Autumn is beautiful in this place I now call home. The weather is nice and cool and reminds me of a chilly Tagaytay evening. I'm told it will get colder and that I will need a coat! But there is no snowfall since Florida is after all the Sunshine State. There are trees everywhere! And because it's Fall, there are always leaves on the ground. Kyera and I will have to take a trip up to Nashville and New York for the snow.

Tallahassee is fondly referred to as a "little college town" because of the presence of FSU (Florida State University) and FAMU (Florida Agricultural and Mechanical University). Florida's capital has a population of approximately 150,000. My adult dream of getting my college diploma before I turn 50 just might come true here!

I am diligently looking for a new job. My prayer is that God will place me where all of my skills and experience will be fully maximized. My eclectic resume covers an extensive background in communications but I'm learning that it is a challenge having come from a white-collar job (i.e. comfortable desk) in the Philippines. I am realizing that starting from scratch at my age and without a degree looks impossible for me to succeed. But I know that there is nothing impossible with God! So I wait.

Many things here are still Greek to me. Drive-thru bank transactions, overnight check clearing, bank debit cards and credit cards allowed at fast food chains, drive-thru utility paying, ten-minute oil changes. I'm getting used to living again in the US but I know it will take a month or so until it'll be part of my everyday reality. For now, I'm still in awe and pinching myself every time I discover something that to others is normal and commonplace.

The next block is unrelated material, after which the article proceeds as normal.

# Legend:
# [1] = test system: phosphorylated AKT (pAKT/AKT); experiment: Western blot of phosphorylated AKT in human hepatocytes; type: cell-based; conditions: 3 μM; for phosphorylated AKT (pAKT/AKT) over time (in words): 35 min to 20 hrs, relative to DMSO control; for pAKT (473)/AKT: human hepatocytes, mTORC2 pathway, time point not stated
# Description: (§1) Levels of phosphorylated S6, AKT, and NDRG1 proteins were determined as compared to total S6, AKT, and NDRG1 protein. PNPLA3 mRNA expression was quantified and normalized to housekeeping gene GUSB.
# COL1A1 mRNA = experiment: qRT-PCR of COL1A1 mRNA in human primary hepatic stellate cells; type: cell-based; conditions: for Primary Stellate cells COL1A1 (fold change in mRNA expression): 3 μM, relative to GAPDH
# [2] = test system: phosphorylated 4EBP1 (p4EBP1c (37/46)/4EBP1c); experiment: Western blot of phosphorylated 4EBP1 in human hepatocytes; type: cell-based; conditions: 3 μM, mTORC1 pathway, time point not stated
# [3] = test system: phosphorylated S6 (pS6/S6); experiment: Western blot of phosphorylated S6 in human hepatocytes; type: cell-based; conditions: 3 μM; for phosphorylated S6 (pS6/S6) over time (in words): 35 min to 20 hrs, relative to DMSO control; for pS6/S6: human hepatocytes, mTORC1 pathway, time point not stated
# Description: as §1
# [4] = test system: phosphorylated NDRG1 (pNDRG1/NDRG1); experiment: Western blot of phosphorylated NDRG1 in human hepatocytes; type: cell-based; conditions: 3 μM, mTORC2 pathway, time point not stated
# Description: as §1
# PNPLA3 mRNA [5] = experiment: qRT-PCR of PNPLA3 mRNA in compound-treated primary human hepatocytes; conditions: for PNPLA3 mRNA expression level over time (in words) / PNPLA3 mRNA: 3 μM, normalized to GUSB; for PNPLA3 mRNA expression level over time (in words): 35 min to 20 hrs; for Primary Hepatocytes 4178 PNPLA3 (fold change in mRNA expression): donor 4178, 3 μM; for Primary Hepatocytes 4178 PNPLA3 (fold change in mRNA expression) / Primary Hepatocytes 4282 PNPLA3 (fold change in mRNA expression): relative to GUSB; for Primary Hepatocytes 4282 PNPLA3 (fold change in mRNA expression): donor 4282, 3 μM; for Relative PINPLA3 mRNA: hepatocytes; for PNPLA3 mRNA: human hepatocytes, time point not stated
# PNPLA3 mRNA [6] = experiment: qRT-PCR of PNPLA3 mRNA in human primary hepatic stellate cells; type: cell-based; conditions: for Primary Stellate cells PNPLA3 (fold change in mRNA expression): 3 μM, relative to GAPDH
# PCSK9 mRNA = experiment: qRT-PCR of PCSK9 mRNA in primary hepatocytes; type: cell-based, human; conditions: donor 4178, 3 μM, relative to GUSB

We went to the annual Greek Food Festival held by the Holy Mother of God Greek Orthodox Church for an immersion in Greek culture.

The food was amazing! And though we didn't get to stay for much of the cultural show, I had a good time.

God is so good! I've started sleeping through the night and dreaming in full color again. And I'm falling in love with my new close-knit, family-oriented yet filled with college kids church that's starting to feel like Alabang did. Even if things seem Greek to me, God is more than able to make His Grace abound, that in all things and at all times, I have all I need.

All that remains is for Kyera to be here.

Thursday, October 11, 2007

Day 22 of 90: Sometimes I Feel Like Paris Hilton

I changed the format of my titles since I'm only doing this series for my first ninety days back in the US. After this, I'll be back to my usual, sporadic postings.

I have moments while I'm working wherein I feel like giving up because I'm so exhausted. My pampered life in Manila did not prepare me for housekeeping a mall that requires me to be on my feet and on the go for eight hours per shift!

Last night while I was on the night shift, I sang Hillsong's You Have Made Me Glad to pull me through the last couple hours. As I proudly swept and cleaned tables at the food court, happy to finally get the hang of this job, my supervisor came up to me and asked, "Did you mop?"